breaks farther north by the Dunes draw the more hardcore crowd. These waves are frequently heavy and barreling and have incredibly powerful rip currents.


At one time the Southern Sea Otters were abundant along the west coast but were hunted to near extinction during the 1800 for their fur. Unlike other marine mammals who have a layer of blubber that keeps them warm, the sea otters dense fur keeps them protected from the cold water. The quiet channel of the sloughs tides marshlands provide female otters with a nursery in which to birth and raise their pups. They are also abundant in the harbor area cracking crabs on their bellies. Please don’t get too close! Mothers will leave their pups if they feel endangered. The slough is also home to harbor seals who typically enjoy lounging on the muddy shores of the banks.

As part of the Pacific flyway more than 300+ migrating and resident bird species rely on the slough for rest and food. It also hosts a wide array of shorebirds ranging from small sandpipers to large herons and from the dramatically colored American avocets to the sleek black Brandt’s cormorants. Pelicans fly overhead, so close that you could almost reach up and touch them. A great blue heron stands in the muddy shallows staring intently at a fish hiding just below the surface.


Moss Landing offers Charter Fishing and Excursions at several locations inside and outside of Monterey Bay. Sport fishing is also at our harbor and jetty areas.

We have charters available where you, your friends and family can bring in your own catch of fresh fish, shrimp and live crab. We also sport seasonal trips featuring chinook or king salmon, rockfish, California halibut, albacore tuna and other Moss Landing seafood.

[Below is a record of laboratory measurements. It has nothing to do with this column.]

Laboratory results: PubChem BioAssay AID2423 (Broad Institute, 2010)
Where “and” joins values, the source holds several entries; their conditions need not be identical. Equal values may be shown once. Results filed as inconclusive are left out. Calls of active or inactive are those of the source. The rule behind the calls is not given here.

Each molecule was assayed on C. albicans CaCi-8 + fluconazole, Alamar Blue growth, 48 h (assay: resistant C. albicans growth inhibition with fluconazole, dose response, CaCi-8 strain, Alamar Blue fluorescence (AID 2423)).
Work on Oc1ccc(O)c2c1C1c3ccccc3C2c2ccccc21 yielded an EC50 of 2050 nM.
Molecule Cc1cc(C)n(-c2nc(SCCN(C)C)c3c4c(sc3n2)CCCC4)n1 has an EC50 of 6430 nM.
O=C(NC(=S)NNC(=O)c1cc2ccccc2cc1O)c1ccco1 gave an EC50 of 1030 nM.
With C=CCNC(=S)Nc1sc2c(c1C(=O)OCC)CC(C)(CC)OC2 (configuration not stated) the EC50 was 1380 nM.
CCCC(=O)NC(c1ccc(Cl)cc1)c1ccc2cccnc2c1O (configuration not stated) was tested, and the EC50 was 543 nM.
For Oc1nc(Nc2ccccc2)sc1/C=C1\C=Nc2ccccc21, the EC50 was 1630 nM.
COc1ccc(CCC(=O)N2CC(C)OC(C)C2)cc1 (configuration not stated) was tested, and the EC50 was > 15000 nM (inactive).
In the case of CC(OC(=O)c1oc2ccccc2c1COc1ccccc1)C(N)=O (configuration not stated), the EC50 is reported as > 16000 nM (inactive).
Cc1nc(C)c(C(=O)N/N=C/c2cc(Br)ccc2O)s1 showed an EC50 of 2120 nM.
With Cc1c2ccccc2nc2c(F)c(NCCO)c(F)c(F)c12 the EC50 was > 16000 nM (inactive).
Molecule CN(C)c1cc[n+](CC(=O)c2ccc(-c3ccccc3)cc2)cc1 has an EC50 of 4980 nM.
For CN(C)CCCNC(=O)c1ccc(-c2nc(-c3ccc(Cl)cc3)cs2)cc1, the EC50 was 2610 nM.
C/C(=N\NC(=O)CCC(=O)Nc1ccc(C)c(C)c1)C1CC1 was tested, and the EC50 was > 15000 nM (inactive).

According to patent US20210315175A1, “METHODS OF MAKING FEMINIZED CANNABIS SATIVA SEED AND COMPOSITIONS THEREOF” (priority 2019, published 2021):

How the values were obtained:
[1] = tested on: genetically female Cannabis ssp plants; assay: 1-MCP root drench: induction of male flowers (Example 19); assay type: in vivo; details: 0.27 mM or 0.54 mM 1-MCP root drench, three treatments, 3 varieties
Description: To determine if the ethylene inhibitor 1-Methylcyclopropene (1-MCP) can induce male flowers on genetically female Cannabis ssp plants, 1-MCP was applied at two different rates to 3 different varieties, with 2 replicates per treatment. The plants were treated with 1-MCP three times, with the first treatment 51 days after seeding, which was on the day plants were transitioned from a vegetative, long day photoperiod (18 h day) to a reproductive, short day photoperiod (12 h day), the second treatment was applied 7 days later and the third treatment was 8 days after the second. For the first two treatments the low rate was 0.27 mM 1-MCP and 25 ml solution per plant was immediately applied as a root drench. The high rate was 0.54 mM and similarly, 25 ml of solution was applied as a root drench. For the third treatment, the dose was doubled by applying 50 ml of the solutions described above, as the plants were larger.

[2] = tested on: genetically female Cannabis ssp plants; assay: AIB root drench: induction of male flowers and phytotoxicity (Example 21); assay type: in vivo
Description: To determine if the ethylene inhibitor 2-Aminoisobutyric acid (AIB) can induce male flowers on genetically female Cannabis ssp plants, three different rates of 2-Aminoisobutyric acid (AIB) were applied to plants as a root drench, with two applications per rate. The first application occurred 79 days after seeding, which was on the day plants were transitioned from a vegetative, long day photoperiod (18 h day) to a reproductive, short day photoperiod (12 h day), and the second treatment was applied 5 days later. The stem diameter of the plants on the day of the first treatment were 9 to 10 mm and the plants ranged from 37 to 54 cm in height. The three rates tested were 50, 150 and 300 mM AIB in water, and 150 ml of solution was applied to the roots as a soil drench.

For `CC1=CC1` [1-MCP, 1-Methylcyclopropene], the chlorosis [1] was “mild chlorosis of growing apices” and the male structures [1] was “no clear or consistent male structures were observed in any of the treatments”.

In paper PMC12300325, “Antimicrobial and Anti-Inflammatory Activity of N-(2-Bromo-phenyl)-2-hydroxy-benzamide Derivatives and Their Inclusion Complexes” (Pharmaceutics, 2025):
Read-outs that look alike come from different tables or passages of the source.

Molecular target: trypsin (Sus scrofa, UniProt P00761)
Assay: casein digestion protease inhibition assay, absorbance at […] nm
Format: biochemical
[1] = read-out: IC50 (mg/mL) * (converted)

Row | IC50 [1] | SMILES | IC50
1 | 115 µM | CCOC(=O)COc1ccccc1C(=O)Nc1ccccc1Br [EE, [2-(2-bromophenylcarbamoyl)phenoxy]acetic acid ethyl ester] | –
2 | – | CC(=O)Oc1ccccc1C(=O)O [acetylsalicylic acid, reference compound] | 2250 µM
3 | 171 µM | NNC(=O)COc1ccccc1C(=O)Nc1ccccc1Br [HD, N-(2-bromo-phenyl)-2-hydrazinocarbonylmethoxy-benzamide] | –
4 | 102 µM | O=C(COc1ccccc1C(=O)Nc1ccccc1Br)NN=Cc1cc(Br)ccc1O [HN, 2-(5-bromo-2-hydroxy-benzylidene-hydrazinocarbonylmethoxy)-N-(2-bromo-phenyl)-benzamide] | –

Our local fishing spots offer stunning views and great stocks of salmon, bass, crab, halibut, rock cod and albacore. Book a charter for a fabulous day on the water with your friends and family!


(MLML) administers the Master of Science in marine science and is dedicated to the pursuit of excellence in both education and research. A marine operations department, active research diving program and state of the art equipment allow for cutting edge research in a wide variety of disciplines. MLML is known for a hands-on, field-oriented approach which places us at the frontiers of marine science worldwide.

The lab is situated in an excellent location for the study of the marine world. The Monterey Submarine Canyon begins within a few hundred meters of the MLML research fleet. To the east is the Elkhorn Slough. To the north and south are sand dunes, sandy beaches, and extensive kelp forest habitats along the rocky shoreline. MLML also is located between two large upwelling centers, which provide nutrients that stimulate an incredible amount of productivity.


(MBARI) was founded by David Packard as an advanced center for ocean research and technology development. MBARI’s mission is to achieve and maintain a position as a world center for advanced research and education in ocean science and technology, and to do so through the development of better instruments, systems, and methods for scientific research in the deep waters of the ocean. MBARI emphases peer relationships between engineers and scientists as a basic principle of its operation. The dynamic and ever-challenging three-way marriage of science, engineering, and operations remains one of MBARI’s chief distinguishing features.